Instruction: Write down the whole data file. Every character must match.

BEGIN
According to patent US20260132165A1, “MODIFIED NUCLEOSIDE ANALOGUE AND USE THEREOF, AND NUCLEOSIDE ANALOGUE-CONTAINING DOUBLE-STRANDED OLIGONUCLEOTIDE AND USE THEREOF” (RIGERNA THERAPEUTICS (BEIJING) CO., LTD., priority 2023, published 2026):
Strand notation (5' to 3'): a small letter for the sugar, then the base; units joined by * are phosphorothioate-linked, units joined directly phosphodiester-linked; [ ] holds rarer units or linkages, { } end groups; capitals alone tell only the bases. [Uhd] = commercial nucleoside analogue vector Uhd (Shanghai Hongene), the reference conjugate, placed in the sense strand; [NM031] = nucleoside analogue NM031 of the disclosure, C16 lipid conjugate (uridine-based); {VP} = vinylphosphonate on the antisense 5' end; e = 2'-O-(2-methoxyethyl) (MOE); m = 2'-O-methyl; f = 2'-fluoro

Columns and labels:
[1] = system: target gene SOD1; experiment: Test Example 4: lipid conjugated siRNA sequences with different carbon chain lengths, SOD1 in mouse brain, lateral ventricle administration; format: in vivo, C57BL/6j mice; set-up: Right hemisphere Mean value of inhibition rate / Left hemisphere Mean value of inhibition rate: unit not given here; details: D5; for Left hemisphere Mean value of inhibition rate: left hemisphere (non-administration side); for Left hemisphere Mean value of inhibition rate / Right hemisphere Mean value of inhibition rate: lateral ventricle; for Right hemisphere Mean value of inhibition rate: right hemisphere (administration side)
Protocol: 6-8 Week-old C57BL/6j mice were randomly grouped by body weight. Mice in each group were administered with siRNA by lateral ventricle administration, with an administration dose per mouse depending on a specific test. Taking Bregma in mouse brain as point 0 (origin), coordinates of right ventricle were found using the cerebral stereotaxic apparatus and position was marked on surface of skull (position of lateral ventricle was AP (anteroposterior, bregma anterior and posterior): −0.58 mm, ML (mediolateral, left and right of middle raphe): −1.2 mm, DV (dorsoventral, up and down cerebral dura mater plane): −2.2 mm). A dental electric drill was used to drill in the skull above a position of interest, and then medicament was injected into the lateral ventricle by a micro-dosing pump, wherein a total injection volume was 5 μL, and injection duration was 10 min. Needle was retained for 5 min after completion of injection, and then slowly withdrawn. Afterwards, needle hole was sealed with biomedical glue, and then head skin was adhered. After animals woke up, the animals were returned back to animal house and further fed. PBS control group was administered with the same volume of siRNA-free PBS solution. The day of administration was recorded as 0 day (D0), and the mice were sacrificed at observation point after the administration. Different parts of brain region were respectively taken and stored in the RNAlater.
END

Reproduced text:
According to patent US20260132165A1, “MODIFIED NUCLEOSIDE ANALOGUE AND USE THEREOF, AND NUCLEOSIDE ANALOGUE-CONTAINING DOUBLE-STRANDED OLIGONUCLEOTIDE AND USE THEREOF” (RIGERNA THERAPEUTICS (BEIJING) CO., LTD., priority 2023, published 2026):
Strand notation (5' to 3'): a small letter for the sugar, then the base; units joined by * are phosphorothioate-linked, units joined directly phosphodiester-linked; [ ] holds rarer units or linkages, { } end groups; capitals alone tell only the bases. [Uhd] = commercial nucleoside analogue vector Uhd (Shanghai Hongene), the reference conjugate, placed in the sense strand; [NM031] = nucleoside analogue NM031 of the disclosure, C16 lipid conjugate (uridine-based); {VP} = vinylphosphonate on the antisense 5' end; e = 2'-O-(2-methoxyethyl) (MOE); m = 2'-O-methyl; f = 2'-fluoro

Columns and labels:
[1] = system: target gene SOD1; experiment: Test Example 4: lipid conjugated siRNA sequences with different carbon chain lengths, SOD1 in mouse brain, lateral ventricle administration; format: in vivo, C57BL/6j mice; set-up: Right hemisphere Mean value of inhibition rate / Left hemisphere Mean value of inhibition rate: unit not given here; details: D5; for Left hemisphere Mean value of inhibition rate: left hemisphere (non-administration side); for Left hemisphere Mean value of inhibition rate / Right hemisphere Mean value of inhibition rate: lateral ventricle; for Right hemisphere Mean value of inhibition rate: right hemisphere (administration side)
Protocol: 6-8 Week-old C57BL/6j mice were randomly grouped by body weight. Mice in each group were administered with siRNA by lateral ventricle administration, with an administration dose per mouse depending on a specific test. Taking Bregma in mouse brain as point 0 (origin), coordinates of right ventricle were found using the cerebral stereotaxic apparatus and position was marked on surface of skull (position of lateral ventricle was AP (anteroposterior, bregma anterior and posterior): −0.58 mm, ML (mediolateral, left and right of middle raphe): −1.2 mm, DV (dorsoventral, up and down cerebral dura mater plane): −2.2 mm). A dental electric drill was used to drill in the skull above a position of interest, and then medicament was injected into the lateral ventricle by a micro-dosing pump, wherein a total injection volume was 5 μL, and injection duration was 10 min. Needle was retained for 5 min after completion of injection, and then slowly withdrawn. Afterwards, needle hole was sealed with biomedical glue, and then head skin was adhered. After animals woke up, the animals were returned back to animal house and further fed. PBS control group was administered with the same volume of siRNA-free PBS solution. The day of administration was recorded as 0 day (D0), and the mice were sacrificed at observation point after the administration. Different parts of brain region were respectively taken and stored in the RNAlater.